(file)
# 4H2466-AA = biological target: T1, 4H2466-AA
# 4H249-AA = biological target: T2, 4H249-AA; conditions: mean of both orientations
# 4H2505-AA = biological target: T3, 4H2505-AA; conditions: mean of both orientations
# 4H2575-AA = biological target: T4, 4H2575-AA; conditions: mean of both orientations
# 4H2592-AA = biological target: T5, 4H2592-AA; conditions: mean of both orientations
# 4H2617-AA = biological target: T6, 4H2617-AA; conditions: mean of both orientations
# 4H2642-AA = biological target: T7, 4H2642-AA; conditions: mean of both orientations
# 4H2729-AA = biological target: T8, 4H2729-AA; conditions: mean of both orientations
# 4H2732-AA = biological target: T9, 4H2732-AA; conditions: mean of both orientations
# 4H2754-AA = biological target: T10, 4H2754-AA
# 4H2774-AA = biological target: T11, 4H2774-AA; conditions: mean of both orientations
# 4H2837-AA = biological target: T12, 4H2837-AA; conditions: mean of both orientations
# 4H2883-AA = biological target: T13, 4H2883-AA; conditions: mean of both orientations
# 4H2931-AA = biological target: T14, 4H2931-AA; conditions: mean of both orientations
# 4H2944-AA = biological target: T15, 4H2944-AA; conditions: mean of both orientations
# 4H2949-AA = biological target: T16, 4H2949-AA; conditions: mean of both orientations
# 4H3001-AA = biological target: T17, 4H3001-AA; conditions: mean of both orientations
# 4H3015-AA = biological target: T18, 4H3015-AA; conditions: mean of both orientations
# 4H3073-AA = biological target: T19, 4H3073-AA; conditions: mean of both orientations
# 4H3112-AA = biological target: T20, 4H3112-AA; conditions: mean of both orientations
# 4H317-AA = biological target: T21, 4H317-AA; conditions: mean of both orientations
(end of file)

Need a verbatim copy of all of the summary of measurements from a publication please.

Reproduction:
# 4H2466-AA = biological target: T1, 4H2466-AA
# 4H249-AA = biological target: T2, 4H249-AA; conditions: mean of both orientations
# 4H2505-AA = biological target: T3, 4H2505-AA; conditions: mean of both orientations
# 4H2575-AA = biological target: T4, 4H2575-AA; conditions: mean of both orientations
# 4H2592-AA = biological target: T5, 4H2592-AA; conditions: mean of both orientations
# 4H2617-AA = biological target: T6, 4H2617-AA; conditions: mean of both orientations
# 4H2642-AA = biological target: T7, 4H2642-AA; conditions: mean of both orientations
# 4H2729-AA = biological target: T8, 4H2729-AA; conditions: mean of both orientations
# 4H2732-AA = biological target: T9, 4H2732-AA; conditions: mean of both orientations
# 4H2754-AA = biological target: T10, 4H2754-AA
# 4H2774-AA = biological target: T11, 4H2774-AA; conditions: mean of both orientations
# 4H2837-AA = biological target: T12, 4H2837-AA; conditions: mean of both orientations
# 4H2883-AA = biological target: T13, 4H2883-AA; conditions: mean of both orientations
# 4H2931-AA = biological target: T14, 4H2931-AA; conditions: mean of both orientations
# 4H2944-AA = biological target: T15, 4H2944-AA; conditions: mean of both orientations
# 4H2949-AA = biological target: T16, 4H2949-AA; conditions: mean of both orientations
# 4H3001-AA = biological target: T17, 4H3001-AA; conditions: mean of both orientations
# 4H3015-AA = biological target: T18, 4H3015-AA; conditions: mean of both orientations
# 4H3073-AA = biological target: T19, 4H3073-AA; conditions: mean of both orientations
# 4H3112-AA = biological target: T20, 4H3112-AA; conditions: mean of both orientations
# 4H317-AA = biological target: T21, 4H317-AA; conditions: mean of both orientations